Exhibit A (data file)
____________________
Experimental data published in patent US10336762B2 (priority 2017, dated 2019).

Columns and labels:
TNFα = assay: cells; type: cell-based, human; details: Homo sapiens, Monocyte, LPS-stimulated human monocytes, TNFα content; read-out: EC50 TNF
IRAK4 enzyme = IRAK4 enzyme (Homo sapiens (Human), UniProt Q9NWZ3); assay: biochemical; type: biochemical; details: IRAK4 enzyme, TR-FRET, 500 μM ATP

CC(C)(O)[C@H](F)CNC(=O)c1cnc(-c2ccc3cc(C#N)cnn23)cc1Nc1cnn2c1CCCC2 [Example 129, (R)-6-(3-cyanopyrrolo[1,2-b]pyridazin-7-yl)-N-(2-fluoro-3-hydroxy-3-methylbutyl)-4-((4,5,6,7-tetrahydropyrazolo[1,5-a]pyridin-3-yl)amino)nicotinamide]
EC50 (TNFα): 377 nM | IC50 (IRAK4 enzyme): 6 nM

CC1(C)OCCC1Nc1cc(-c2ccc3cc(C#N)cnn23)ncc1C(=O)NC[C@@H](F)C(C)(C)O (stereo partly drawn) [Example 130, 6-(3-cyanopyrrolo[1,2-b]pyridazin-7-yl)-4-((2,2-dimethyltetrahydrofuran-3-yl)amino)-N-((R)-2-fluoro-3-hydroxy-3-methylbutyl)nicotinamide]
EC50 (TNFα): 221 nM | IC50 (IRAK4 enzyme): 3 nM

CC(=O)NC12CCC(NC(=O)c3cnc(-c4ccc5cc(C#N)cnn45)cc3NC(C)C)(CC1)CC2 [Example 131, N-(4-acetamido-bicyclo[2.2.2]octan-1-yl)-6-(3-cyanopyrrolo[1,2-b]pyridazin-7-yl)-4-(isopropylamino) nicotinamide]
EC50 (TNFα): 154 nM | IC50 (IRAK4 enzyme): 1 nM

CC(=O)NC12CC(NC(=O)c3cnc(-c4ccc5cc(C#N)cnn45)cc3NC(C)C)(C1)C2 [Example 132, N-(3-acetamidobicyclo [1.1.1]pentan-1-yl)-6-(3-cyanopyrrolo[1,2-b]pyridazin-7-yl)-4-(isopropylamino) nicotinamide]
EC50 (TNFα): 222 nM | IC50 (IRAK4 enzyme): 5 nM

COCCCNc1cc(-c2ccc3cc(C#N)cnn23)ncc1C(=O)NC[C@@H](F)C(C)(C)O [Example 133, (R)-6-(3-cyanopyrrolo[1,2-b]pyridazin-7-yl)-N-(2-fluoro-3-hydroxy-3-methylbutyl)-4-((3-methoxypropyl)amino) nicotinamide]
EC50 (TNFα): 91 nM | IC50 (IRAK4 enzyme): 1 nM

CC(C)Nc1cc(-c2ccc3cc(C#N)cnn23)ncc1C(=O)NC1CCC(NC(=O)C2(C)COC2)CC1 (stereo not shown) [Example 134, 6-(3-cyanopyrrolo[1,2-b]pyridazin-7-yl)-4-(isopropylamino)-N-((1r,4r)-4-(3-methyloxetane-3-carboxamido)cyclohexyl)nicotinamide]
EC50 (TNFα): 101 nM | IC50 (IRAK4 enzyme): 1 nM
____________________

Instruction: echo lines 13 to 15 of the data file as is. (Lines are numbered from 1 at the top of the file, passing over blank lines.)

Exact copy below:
COCCCNc1cc(-c2ccc3cc(C#N)cnn23)ncc1C(=O)NC[C@@H](F)C(C)(C)O [Example 133, (R)-6-(3-cyanopyrrolo[1,2-b]pyridazin-7-yl)-N-(2-fluoro-3-hydroxy-3-methylbutyl)-4-((3-methoxypropyl)amino) nicotinamide]
EC50 (TNFα): 91 nM | IC50 (IRAK4 enzyme): 1 nM

CC(C)Nc1cc(-c2ccc3cc(C#N)cnn23)ncc1C(=O)NC1CCC(NC(=O)C2(C)COC2)CC1 (stereo not shown) [Example 134, 6-(3-cyanopyrrolo[1,2-b]pyridazin-7-yl)-4-(isopropylamino)-N-((1r,4r)-4-(3-methyloxetane-3-carboxamido)cyclohexyl)nicotinamide]